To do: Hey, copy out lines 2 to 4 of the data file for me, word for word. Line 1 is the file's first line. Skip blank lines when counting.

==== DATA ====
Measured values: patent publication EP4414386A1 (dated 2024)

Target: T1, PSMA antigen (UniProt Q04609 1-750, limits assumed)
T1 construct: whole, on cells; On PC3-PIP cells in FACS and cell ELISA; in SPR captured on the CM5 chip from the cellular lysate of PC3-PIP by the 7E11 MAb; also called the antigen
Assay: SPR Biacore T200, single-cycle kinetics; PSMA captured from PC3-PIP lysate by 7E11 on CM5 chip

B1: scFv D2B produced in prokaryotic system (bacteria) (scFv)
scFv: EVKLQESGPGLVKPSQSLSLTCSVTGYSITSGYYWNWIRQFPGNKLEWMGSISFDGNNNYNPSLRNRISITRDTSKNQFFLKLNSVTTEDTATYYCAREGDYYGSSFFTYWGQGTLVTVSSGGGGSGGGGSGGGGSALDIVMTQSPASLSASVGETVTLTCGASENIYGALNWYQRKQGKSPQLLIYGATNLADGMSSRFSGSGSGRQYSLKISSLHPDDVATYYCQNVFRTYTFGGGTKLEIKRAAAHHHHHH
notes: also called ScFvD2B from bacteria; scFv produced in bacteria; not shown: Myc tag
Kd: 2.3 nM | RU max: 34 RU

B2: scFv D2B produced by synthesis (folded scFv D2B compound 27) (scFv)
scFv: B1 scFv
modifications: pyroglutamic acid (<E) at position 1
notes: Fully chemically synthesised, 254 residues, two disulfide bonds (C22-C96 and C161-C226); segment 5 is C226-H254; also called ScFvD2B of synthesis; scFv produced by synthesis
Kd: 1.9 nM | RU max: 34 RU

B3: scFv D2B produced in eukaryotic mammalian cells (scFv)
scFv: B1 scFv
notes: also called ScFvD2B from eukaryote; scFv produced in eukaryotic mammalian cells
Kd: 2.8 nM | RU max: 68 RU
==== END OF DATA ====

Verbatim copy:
Target: T1, PSMA antigen (UniProt Q04609 1-750, limits assumed)
T1 construct: whole, on cells; On PC3-PIP cells in FACS and cell ELISA; in SPR captured on the CM5 chip from the cellular lysate of PC3-PIP by the 7E11 MAb; also called the antigen
Assay: SPR Biacore T200, single-cycle kinetics; PSMA captured from PC3-PIP lysate by 7E11 on CM5 chip